According to The Unforseen (2007), farmers are losing everything in West Texas. But Real Estate developer Gary Bradley believes Austin is the best place to construct homes, even though his home building will ruin trees, water, and farmers’ fields and prospective crops. The Edwards Aquifer is of most concern for both townspeople and farmers. If the Aquifer is polluted and depleted, there will be less water for residents, for recreation, and for farmers. To argue against Bradley’s claims, the film contrasts the Austin of 2007 with that of the 1970s. In the 1980s, controls were lifted from banks, the film illustrates, and developers more easily borrow money and loan it to boomers until the Savings and Loan collapse.
Bradley is painted as one of the most corrupt of those developers, seeking profits no matter the cost to the environment. For example, during the 1980s, the film reveals, Bradley invests his money into a gold mine in Papua, Indonesia, where 3 billion tons of tailings go right into the water. He also invests in phosphorus mining in Florida, which strips away square miles of land and Louisiana fertilizer plants, the number one discharge of toxic contaminants.
In response to both the new housing developments and the vile reputation of its owner, Gary Bradley, protestors oppose unit development along Barton Creek in Austin. According to protestors, developers are destroying the creek and its natural pool and want the 4000 acres of land to be protected. The preserve will comprise of six square miles, 1500 acres of which will go for parks and 860 for a bird sanctuary. They want to protect the Edwards Aquifer.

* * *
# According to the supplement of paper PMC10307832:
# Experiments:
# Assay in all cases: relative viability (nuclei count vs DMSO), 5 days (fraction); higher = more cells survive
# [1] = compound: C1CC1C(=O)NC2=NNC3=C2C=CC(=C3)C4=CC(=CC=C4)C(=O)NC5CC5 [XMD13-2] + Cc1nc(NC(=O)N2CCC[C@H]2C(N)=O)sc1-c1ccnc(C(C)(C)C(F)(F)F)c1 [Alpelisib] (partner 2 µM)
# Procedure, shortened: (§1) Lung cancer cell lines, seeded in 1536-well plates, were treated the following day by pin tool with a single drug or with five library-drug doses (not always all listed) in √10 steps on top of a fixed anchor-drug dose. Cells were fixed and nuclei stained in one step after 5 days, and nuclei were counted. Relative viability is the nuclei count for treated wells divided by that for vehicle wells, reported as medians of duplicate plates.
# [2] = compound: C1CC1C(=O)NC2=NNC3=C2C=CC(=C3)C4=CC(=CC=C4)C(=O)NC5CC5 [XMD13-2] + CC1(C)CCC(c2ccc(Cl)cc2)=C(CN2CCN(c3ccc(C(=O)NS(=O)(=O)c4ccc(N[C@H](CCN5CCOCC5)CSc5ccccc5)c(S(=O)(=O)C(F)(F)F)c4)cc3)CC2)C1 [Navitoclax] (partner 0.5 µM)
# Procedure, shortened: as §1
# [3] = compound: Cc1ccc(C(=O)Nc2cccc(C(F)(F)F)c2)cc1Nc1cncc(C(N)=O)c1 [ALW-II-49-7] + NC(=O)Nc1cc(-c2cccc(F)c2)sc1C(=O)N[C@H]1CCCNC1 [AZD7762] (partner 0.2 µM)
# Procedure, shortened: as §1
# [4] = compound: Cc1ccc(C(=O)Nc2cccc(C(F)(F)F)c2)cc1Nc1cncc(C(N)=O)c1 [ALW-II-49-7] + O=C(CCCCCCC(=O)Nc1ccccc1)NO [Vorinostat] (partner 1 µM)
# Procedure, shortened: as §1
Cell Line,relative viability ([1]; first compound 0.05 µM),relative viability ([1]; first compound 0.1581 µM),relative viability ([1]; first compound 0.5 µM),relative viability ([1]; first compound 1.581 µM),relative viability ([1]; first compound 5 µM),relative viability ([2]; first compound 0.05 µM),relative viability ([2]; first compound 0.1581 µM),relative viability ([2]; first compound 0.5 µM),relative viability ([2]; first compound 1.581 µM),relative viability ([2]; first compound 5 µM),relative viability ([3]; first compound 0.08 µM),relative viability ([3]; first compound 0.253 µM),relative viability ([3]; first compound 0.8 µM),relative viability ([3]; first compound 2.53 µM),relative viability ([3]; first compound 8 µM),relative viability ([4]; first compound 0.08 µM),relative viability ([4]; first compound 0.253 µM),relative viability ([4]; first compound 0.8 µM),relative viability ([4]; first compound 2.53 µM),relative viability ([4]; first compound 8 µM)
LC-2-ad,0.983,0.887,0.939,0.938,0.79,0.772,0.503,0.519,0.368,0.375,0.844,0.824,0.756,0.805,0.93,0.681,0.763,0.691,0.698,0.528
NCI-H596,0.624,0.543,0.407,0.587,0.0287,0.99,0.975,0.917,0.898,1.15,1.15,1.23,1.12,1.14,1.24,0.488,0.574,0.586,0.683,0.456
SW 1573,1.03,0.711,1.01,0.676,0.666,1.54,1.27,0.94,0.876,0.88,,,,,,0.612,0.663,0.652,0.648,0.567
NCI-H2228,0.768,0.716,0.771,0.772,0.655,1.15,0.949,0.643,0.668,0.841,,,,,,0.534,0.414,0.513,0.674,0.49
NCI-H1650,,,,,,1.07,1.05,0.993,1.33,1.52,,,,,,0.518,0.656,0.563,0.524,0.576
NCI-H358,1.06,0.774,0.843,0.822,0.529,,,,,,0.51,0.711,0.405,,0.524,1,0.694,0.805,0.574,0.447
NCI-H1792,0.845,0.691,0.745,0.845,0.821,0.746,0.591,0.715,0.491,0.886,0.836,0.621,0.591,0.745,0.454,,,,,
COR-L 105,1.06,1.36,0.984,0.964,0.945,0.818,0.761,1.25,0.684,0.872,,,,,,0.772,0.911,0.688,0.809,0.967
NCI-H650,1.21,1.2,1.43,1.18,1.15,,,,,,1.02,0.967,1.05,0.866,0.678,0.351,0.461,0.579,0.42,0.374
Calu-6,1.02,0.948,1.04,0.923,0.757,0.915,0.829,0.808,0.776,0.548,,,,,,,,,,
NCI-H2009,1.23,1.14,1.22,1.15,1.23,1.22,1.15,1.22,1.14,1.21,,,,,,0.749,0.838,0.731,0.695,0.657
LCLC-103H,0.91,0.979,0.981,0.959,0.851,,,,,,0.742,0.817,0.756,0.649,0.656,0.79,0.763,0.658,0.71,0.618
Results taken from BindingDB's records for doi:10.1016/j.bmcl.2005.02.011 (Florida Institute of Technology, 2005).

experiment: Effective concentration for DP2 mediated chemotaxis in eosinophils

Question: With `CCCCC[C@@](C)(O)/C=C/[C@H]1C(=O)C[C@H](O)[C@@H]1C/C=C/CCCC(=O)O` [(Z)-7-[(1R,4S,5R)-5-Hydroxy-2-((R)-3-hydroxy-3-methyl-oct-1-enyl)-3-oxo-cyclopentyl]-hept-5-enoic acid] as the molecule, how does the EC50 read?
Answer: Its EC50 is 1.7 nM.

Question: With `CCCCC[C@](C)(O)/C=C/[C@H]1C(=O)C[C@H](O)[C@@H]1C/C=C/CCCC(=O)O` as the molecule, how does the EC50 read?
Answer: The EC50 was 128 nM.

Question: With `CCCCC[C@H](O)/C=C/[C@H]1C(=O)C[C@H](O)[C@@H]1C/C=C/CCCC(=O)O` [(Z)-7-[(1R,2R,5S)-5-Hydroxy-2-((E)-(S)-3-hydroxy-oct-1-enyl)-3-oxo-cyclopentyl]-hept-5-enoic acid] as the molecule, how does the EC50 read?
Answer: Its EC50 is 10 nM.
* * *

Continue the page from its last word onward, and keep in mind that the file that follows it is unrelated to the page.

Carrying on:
Throughout the film, farmers, geologists, and other experts demonstrate the importance the Barton spring and its aquifer. According to the film, the city council denied the development in 1990. But because the developers still seek to build along Barton Creek, activists, including Robert Redford, advocate for their opponents, protestors and farmers in Austin and areas surrounding the city. Geologists demonstrate the negative effects of urbanization on water quality. From 1996 to 2004, the spring becomes very polluted because of Bradley’s initial home constructions sites, because housing developments block natural filtration through soil and plants by covering them in concrete. Developers had grandfathered in permits from the 1980s in the 1990s, and Senate Bill 1704 led to loss of local control in 1995. Bradley and other developers take advantage of the opportunity to buy up failed developments from 1983-5 when George W. Bush became governor after Ann Richards. The development is compared to cancer metathesizing.
As of 2011, the area along Barton Creek has become part of Austin’s Green Belt park system, and Barton Creek Wilderness Park protects at least part of the Edwards Aquifer. Unfortunately, however, development continues along the creek, including resorts, spas, golf courses, and luxury apartments. The Unforeseen documents negative environmental consequences (externalities) of real estate development. It also illustrates the continuing conflict between residents and farmers and the developers who strive only for profit rather than environmental justice for all.